A geologic section across the southern border of Ford County, based on test holes (pl. 5, section C-C.), shows the position of the inferred fault in the vicinity of Crooked Creek a. well as the stratigraphy of that part of the county.

A diversified topography comprising a series of basins along the structural trough was developed in late Pliocene time by the interaction of faulting and solution. In these basins were trapped the thick deposits of upper Pliocene sediments comprising the Re1 road member of the Ogallala formation (Frye and Hibbard, 1941, pp. 394, 395).

Quaternary Period

Pleistocene epoch

A disconformity exists between the Rexroad member of the Ogallala and the overlying Pleistocene and Recent Kingsdown silt in Ford County. During this interval deposits comprising the Pleistocene sands and gravels of the Meade formation were being laid down in Meade and Clark counties to the south and may have been deposited locally in Ford County.

Frye and Hibbard (1941, p. 397) suggest that the deposits of fine sand and silt that constitute the lower part of the Kingsdown were laid down during late Pleistocene time by streams that must have shifted laterally at frequent intervals. They also point out that stream deposition probably was accompanied and followed by eolian activity, because the fluvial deposits grade upward into loess, and that the deposition of the stream-laid deposits of the Kingsdown marked the close of the Pleistocene. They add that the upper eolian part of the Kingsdown may have been deposited in the Recent epoch.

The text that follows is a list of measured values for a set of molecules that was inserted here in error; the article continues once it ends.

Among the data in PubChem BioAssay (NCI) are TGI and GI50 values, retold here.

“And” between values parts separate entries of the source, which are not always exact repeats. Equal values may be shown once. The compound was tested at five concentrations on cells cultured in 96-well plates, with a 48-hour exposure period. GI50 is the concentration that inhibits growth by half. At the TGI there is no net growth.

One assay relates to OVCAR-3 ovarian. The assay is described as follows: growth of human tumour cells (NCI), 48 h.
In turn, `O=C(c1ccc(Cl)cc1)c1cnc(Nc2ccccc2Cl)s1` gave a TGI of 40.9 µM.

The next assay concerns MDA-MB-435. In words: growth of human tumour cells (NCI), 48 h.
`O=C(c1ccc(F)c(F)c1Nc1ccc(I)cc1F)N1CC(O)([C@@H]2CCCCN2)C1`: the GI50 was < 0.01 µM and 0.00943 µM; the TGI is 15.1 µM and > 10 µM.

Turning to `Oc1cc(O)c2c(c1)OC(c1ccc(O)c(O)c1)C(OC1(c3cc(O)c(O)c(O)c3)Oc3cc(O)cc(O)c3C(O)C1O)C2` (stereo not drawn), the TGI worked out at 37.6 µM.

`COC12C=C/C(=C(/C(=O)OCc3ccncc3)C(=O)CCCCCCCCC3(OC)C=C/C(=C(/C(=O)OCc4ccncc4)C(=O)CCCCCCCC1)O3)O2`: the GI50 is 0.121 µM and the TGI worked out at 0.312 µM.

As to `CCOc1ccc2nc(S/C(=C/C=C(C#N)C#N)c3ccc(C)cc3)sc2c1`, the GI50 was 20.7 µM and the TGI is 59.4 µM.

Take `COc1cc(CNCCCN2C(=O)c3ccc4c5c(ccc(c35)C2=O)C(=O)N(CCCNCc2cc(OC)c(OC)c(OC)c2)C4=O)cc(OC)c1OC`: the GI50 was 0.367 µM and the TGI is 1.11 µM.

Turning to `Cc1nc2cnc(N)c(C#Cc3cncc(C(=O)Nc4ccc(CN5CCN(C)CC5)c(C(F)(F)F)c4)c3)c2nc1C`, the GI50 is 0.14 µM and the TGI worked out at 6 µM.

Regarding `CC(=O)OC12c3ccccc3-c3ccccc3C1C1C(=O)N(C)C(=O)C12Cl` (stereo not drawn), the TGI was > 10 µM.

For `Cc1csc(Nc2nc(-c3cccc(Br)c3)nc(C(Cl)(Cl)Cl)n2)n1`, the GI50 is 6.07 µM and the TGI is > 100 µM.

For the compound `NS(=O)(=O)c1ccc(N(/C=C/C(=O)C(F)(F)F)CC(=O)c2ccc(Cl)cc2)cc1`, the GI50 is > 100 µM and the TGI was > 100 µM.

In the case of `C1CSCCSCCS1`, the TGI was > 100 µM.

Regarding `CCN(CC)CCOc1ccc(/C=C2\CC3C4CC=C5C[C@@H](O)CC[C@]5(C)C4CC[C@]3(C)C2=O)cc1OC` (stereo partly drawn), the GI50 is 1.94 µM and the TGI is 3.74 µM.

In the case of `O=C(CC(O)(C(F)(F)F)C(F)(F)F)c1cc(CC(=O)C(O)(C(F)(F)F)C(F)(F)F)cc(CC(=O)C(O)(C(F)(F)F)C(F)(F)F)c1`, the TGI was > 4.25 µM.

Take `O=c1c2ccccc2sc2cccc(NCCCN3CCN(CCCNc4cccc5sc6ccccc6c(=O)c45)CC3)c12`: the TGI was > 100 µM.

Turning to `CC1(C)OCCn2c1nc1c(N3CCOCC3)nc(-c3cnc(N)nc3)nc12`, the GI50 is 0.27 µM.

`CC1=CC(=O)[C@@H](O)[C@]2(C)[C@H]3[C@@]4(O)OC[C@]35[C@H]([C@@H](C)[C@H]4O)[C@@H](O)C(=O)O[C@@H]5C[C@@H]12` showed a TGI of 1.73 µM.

According to Smith (1940, p. 115), a part of the Kingsdown was derived from the Ogallala formation. This would indicate that there was an interval of erosion in adjacent areas concurrent with the deposition of the Kingsdown silt in Ford County. He points out that

"The abundant silt characterizing the greater part of the formation, however, seems adequately explained only by derivation from eolian loess. The even bedding and fine lamination indicate subaqueous deposition, either by flood waters or under lacustrine conditions.... The thickness of the formation, however, is too great to be explained wholly on this basis, and fits better with the postulate of material supplied by erosion of loess deposits, either contemporaneous and, or, older, to the west."
He further suggests that deposition must have been due to flattening or actual reversal of stream gradients as a result of crustal warping, with climatic changes as a minor contributing factor.